You hiccuped by way of reply.
Dying embers, as she wiped
your sweaty brows. Charred remains.
So this love’s a pantomime.
An empty pagoda. You wanted to sing
the Harlem blues in a poem.
In anonymity, in ghoulish tones–
lover’s soliloquy! O loafing heart which
doesn’t burn, stale as air, blank as lyrics.
Pacifist, it had stared into a pallor.
Not a weakling, no. We watch it leap
above the coals. No more dross–into
silk, and moss. Sunk right there.

Prompt: Still on the subject of love. I confess, this is all part of a gestation for the Fall/Winter 2016/2017 issue. Anyways, this poem is kind of a response to Rumi’s poem, “The Ship Sunk In Love”.

Should Love’s heart rejoice unless I burn?
For my heart is Love’s dwelling.
If You will burn Your house, burn it, Love!
Who will say, ‘It’s not allowed’?
Burn this house thoroughly!
The lover’s house improves with fire.
From now on I will make burning my aim,
From now on I will make burning my aim,
for I am like the candle: burning only makes me brighter.
Abandon sleep tonight; traverse fro one night
the region of the sleepless.
Look upon these lovers who have become distraught
and like moths have died in union with the One Beloved.
Look upon this ship of God’s creatures
and see how it is sunk in Love.

Yea, the heart is where Love dwells. I heart. I love. Who do you heart? What do you heart? Those are important questions that you’ll have to answer in your poem. Answer it slant. To paraphrase Dylan Thomas, you are to move from “an overclothed blindness” to “a naked vision.”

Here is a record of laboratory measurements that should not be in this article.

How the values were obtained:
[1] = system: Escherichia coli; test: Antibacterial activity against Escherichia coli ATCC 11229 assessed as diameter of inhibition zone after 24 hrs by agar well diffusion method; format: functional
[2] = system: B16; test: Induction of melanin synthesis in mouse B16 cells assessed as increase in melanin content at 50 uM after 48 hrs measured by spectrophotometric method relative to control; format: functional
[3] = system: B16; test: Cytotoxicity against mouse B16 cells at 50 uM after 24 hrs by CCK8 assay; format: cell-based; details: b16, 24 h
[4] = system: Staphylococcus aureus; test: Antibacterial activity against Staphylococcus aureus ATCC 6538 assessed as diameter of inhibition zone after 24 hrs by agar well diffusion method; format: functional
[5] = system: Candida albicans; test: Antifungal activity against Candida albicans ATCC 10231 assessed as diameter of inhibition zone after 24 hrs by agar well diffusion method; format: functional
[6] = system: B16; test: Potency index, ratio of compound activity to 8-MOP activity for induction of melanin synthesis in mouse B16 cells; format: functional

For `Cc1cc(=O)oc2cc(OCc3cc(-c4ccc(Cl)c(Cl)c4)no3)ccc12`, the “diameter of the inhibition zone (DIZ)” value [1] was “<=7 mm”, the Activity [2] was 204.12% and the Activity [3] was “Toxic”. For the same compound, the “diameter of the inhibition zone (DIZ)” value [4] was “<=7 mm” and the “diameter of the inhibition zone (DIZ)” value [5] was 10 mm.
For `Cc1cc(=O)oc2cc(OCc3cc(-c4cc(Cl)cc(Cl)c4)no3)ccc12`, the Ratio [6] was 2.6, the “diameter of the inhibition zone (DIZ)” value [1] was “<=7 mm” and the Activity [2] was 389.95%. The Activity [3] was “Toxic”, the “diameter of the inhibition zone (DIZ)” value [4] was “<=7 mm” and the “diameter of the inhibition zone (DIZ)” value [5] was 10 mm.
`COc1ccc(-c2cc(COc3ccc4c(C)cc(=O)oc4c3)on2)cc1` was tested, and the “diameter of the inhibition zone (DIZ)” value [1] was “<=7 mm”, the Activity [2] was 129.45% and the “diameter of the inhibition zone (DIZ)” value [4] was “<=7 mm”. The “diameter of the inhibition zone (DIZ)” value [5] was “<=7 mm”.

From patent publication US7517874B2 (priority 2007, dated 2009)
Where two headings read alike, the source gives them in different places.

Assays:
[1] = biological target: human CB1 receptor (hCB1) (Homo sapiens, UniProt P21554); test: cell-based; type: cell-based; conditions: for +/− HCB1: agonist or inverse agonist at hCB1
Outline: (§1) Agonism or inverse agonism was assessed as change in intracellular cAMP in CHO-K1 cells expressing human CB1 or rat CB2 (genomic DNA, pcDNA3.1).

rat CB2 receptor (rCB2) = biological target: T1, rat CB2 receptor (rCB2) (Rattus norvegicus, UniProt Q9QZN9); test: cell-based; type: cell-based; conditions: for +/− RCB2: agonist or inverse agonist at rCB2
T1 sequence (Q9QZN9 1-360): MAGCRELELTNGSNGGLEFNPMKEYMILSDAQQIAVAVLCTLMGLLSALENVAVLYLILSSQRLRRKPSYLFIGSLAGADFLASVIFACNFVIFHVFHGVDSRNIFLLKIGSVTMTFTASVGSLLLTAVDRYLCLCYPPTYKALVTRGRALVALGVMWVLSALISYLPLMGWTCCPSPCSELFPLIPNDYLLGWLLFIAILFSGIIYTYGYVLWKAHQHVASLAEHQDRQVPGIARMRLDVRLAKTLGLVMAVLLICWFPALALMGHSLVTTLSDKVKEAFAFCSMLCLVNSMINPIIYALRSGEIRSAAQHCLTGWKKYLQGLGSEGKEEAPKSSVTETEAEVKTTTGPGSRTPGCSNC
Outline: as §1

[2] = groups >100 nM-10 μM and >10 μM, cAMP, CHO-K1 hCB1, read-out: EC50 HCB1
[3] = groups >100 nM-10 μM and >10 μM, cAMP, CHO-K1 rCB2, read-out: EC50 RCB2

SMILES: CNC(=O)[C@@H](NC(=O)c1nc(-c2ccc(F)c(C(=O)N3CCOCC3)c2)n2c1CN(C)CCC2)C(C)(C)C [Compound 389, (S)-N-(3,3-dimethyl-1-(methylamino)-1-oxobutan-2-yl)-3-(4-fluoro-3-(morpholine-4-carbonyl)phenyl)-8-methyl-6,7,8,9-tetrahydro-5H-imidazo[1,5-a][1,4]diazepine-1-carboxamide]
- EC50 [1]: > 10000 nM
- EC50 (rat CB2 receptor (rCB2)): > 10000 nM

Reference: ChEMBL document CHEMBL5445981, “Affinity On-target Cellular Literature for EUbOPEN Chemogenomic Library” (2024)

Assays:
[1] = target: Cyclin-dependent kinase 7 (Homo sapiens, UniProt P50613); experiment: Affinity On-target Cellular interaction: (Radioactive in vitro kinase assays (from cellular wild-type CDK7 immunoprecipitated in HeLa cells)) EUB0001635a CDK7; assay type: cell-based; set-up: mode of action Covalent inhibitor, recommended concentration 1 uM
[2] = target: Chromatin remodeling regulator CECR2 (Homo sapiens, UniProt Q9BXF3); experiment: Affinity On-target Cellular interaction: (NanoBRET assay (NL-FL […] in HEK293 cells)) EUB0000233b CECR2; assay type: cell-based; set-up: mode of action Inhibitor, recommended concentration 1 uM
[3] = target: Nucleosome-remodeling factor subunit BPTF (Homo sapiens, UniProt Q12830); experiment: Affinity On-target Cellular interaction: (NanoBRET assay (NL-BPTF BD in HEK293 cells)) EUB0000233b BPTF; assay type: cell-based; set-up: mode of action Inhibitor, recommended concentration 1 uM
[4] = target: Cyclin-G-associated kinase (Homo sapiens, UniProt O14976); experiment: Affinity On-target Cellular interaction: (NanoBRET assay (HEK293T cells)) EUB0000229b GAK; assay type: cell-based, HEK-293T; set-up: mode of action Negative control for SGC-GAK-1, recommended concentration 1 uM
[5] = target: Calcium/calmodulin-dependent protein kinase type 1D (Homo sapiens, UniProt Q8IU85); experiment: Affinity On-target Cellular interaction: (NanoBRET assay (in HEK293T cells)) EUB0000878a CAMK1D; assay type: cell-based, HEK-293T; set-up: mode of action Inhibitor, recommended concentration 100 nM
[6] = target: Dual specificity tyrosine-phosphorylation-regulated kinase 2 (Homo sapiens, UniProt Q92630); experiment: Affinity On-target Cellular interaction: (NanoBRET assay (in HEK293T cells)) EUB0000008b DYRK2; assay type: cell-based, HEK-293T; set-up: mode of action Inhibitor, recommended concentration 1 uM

Tessa, The Heart Knows

In the amiable heat,
we ambled on the rickety paths
with the festive air
of chanting monks
egging us on.
They’re translating
the world for those who stood
in line behind the joss,
after having just had lunch
and having left the gambling
to the ghosts.

We were teeming with
a sense of being one;
of being other;
of wanting to be;
braided into whatever it is
we had called love, that only
the heart’s counting knows.

Prompt: So is love a prayer? Is it ascetic? One often thinks the carnal part of it as being the deal maker but is it?

In Sung China,
two monks friends for sixty years
watched the geese pass.
Where are they going?
one tested the other, who couldn’t say.

That moment’s silence continues.

No one will study their friendship
in the koan-books of insight.
No one will remember their names.

I think of them sometimes,
standing, perplexed by sadness,
goose-down sewn into their quilted autumn robes.

Almost swallowed by the vastness of the mountains,
but not yet.

As the barely audible